This immediately cut 3 degrees of freedom from my ideal application, the most important ones at that (the assumption being that one can probably use tricks to change the head’s orientation but use real degrees of freedom for it’s position, as opposed to the other way round. This is pure intuition though). I faced the decision of changing technology to visual tracking or keep using the IMU, now only with orientation. Even though kinect based motion tacking seems to be pretty plug&play these days, I had no previous experience and decided the semester was too advanced to have a setback as not being able to show anything functional in the end, whereas I was already somewhat acquainted at this time with the smartphone workflow I had developed. I decided then to stay on this path.

Orientation based linear motion control, first tests

I devised a TCP/IP socket based client (Android smartphone) – server (robot controller) application. It uses the smartphones orientation (software sensor provided by Android based on fusing the raw information from accelerometer, gyroscopes and magnetometer/compass) in each axis to generate steps that offset the robots head position in each axis.

The motion result was pretty much just as cut as what I had obtained with hardcoded targets, which left me with a feeling of disappointment. See video below, and please notice how unnatural this piecewise movement feels.

This piecewise motion is not related to the smartphone input information, but to the way the robot is controlled. Through the trials, becoming acquainted with people who have done extensive work with the robots (Mike Jeffers, Madeline Gannon, Zack Jacobson-Weaver, Ali Momeni, Jaremy Ficca, Josh Bard, Kevyn McPhail, up to then) and online research, I came to know that at least ABB robots, being developed for industrial use, are aimed towards rigid precision. This means motion commands are based on targets and are not meant to be interrupted in the middle, which is exactly what is required for responsive gestural control (real time interrupts). The next and final milestone shows the way of how I’ve dealt with this limitation.

Final Project Milestone 3 – Ding Xu

Audio,Final Project,Machine Vision,OpenCV — Ding Xu @ 10:24 pm

1. GPIO control board soldering

In order to use GPIO of RPI for digital signal control, I built a control protoboard  with two switches and two push buttons connecting a pull-up/pull-down registers respectively. A female header was used to connect the GPIO of RPI to get the digital signal.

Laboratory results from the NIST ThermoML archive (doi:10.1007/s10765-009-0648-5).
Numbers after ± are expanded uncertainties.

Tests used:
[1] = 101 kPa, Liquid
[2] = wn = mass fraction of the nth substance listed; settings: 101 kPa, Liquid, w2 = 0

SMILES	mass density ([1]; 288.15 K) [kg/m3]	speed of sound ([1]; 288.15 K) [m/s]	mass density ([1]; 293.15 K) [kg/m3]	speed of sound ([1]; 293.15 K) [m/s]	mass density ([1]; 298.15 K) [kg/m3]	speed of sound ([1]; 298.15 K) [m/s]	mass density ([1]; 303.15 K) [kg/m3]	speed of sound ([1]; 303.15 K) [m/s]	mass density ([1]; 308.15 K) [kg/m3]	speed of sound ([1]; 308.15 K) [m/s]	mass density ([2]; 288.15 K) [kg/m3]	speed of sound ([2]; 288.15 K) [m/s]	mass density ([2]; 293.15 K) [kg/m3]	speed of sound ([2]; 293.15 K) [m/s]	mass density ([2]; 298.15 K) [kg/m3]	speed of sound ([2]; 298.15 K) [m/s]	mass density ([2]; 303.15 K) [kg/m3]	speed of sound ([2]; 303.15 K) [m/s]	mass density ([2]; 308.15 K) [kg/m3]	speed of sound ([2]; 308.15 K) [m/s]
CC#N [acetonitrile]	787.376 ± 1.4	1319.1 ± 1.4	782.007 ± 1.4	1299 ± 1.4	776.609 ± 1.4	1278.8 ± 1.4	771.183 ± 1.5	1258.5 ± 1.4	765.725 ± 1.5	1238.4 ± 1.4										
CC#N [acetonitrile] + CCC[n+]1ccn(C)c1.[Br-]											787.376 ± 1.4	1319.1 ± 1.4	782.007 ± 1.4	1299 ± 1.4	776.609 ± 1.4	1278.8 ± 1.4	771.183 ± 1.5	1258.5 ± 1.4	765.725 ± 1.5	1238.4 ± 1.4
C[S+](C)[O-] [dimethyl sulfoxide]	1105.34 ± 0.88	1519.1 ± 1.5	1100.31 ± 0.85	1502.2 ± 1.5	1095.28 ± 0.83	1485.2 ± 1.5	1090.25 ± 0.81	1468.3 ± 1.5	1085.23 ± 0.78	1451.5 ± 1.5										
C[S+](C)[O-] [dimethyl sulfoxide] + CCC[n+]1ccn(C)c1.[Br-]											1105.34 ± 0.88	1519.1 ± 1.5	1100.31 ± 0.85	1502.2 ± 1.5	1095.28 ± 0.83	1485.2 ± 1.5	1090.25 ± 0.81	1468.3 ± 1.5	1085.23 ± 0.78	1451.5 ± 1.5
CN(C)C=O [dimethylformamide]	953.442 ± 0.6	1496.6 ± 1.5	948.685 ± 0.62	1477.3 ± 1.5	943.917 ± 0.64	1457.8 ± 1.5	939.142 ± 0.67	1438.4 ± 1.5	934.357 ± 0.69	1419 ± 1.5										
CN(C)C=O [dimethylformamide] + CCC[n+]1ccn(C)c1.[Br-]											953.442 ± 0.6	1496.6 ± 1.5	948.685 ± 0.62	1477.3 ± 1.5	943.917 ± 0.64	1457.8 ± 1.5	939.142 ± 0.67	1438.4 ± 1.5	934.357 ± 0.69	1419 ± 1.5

In RPI, I used the library WiringPi for GPIO signal reading. After compiling this library and include the header files, three easy steps are used to read the data from digital pins: (1). wiringPiSetup() (2). set up pinmode: PinMode(GPIOX,INPUT) and (3). digitalRead(GPIOX) or digitalWrite(GPIOX)



2. software design

In openframeworks, I used  the library Sndfile for recording and ofSoundPlayer for sound output. There are two modes: capture and play. Users are expected to record as many as sounds in their lives and take an image each time recording a sound. Then in the play mode, the camera will capture a surrounding image and the sound tracks of similar images will be played.  The software workflow is as follows:




3. system combination

Connecting the sound input/output device, RPI, singal control board and camera, the system is as follows:



Final Project Milestone 3 – Ziyun Peng

Assignment,Final Project,Max,Software — ziyunpeng @ 10:05 pm

Since my project has switched from a musical instrument to a beauty practice instrument that’s used to play the face yoga game that I’m going to design, hence my 3rd milestone then is to make the visuals and the game mechanics.

First is to prepare the video contents. What I did was to split the videos into 5 parts according to the beauty steps. After watching each clip, the player is supposed to follow the lady’s instruction and hold the gesture for 5 seconds – being translated in the language of the game is to move the object on the screen to the target place by holding the according gesture.

The game is made in processing, and it’s getting gesture results from the sensors in the wearable mask in Max/MSP via OSC protocol.



Examples are shown as followed:




video credits to the wonderful face yoga master Fumiko Takatsu.



Final Project Milestone 3 – Haochuan Liu

Assignment,Final Project,OpenCV,Software — haochuan @ 9:51 pm

In my milestone 3, I’ve reorganized and optimized  all the parts of my previous milestone including optical character recognition in openframeworks, communication using OSC between openframeworks and puredata, and all of the puredata effect patches for guitar.

Here is the screenshot of my drawable interface right now:

Screenshot 2013-11-25 22.14.49

Here is the reorganized patch in puredata:

Screenshot 2013-11-25 22.17.13


Also, I’ve applied the Levenshtein distance algorithm to improve the accuracy of the optical character recognition. For a number of tests made with this algorithm, the recognition accuracy can reach about 93%.

I am still thinking of what can I do with my drawable stompbox. For the begining, I was thinking this instrument could be a good way for people to play guitar and explore the variety of different kind of effects. I believed that using just a pen to write down the effects you want might be more interesting and interactive instead of using real stombox, or even virtual stompbox in computer. But now, I have realized that there is no way for people to use this instrument instead of a very simple controller such as a foot pedal. Also, currently just writing the words to get the effects is definitely not a drawable stompbox.